Sleeping on the couch tonight? Not speaking to Mr. Right? Don’t worry: that fight you and your spouse got into last night is actually good for your health. That is, if you don’t hold it in, but instead let your feelings be known. So says a new study tracked 192 couples over a 17 year period.

Researchers at the University of Michigan looked at how suppressed anger and feelings of resentment in a marriage affect overall mortality rates. They found that couples that suppress their anger–that is, neither spouse stood up for themselves during a spat–had twice the mortality rate than couples with at least one partner who let loose. Previous studies have shown that suppressing anger increases stress-related illnesses like heart disease and high blood pressure. Ernest Harburg, lead author of the current study said, “The key matter is, when the conflict happens, how do you resolve it? If you bury your anger, and you brood on it and you resent the other person or the attacker, and you don’t try to resolve the problem, then you’re in trouble.”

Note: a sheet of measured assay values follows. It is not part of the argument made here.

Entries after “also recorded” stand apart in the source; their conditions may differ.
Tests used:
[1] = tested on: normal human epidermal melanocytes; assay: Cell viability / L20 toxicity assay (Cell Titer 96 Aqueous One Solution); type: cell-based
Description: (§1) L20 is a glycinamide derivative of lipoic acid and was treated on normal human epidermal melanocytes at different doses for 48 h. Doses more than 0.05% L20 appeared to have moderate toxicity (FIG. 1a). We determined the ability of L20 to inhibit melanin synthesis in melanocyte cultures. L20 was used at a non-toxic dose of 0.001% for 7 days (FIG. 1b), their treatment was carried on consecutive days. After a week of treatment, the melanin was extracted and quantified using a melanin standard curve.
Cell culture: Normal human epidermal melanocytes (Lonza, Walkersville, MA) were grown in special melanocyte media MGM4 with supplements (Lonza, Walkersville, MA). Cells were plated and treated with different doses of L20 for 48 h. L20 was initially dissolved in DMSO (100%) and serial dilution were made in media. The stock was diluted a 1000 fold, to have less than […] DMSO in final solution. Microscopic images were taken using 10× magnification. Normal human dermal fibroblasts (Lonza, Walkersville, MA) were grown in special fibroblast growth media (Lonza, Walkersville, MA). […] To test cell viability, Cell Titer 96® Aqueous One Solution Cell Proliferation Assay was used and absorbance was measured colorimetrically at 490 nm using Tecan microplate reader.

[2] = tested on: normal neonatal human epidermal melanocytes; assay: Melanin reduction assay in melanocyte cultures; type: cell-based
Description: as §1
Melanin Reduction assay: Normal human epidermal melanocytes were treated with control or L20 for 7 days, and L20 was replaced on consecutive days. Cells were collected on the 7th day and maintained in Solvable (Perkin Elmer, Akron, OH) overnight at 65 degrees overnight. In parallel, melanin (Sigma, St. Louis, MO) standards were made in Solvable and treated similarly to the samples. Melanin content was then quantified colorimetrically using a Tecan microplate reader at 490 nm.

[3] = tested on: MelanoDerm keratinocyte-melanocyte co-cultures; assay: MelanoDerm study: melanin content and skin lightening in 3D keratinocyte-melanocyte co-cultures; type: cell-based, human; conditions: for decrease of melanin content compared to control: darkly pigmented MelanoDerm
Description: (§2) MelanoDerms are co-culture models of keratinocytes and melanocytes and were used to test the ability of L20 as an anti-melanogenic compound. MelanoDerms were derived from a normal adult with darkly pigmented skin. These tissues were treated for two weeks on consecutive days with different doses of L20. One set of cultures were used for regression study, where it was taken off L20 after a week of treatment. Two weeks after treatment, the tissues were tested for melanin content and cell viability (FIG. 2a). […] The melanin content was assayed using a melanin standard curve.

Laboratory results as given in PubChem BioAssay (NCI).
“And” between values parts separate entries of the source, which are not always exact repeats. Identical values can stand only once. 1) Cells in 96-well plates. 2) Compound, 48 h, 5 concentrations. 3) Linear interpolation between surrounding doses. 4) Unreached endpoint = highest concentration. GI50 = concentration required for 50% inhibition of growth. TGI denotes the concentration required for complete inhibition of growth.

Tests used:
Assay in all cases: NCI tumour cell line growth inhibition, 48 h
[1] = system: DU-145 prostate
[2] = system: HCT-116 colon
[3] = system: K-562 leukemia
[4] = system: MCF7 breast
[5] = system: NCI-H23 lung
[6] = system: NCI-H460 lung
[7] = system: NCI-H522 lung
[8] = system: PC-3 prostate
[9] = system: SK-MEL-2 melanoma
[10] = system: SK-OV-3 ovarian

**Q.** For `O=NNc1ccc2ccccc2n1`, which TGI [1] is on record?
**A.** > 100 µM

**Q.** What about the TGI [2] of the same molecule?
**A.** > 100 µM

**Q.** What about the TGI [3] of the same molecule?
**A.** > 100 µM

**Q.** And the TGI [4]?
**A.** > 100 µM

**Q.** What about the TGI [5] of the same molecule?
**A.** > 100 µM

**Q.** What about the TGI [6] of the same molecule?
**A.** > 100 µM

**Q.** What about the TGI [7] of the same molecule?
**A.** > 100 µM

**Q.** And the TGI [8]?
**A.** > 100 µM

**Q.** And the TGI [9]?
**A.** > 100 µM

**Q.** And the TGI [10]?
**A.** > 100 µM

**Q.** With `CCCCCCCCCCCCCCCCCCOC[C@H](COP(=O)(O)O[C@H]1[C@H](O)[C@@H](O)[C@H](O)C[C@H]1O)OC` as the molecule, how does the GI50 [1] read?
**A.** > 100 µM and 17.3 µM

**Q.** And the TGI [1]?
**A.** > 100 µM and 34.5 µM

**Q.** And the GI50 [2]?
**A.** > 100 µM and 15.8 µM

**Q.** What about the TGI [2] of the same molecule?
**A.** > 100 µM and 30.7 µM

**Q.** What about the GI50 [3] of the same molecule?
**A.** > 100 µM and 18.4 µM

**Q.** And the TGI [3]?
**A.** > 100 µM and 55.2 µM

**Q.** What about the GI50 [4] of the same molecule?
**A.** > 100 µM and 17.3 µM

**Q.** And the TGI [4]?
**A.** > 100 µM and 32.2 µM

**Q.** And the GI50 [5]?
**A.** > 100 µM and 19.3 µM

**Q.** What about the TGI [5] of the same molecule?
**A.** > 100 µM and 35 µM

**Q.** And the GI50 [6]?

Amen Brother! That’s why my wife and I deliberately beat the crap out of each other (verbally, Romans, verbally) every month. Good for the health I tell ya. I’ve always said: Hold on to that anger and you’re just asking for a heart attack, or cancer, or something like that. Pent-up anger and resentment forces one to brood, causing chemical cascades like the over-production of cortisol and other chemicals, which can stress the organs and blood vessels. Over time this can lead to heart or vascular disease, and ultimately, premature death.

There’s this notion in our current society that anger is “bad”. But in truth anger is experienced by every person on the planet at some time or another. When one tries to put forth the illusion that one never gets mad–you know, the classic anger suppressor–then that person is inviting disaster. This doesn’t mean that you have to lose your cool at the drop of a hat–diplomacy and civility still have their place in our world–however, if you gotta get it out, then express yourself; you’ll certainly feel better, and you might just live longer as a result.

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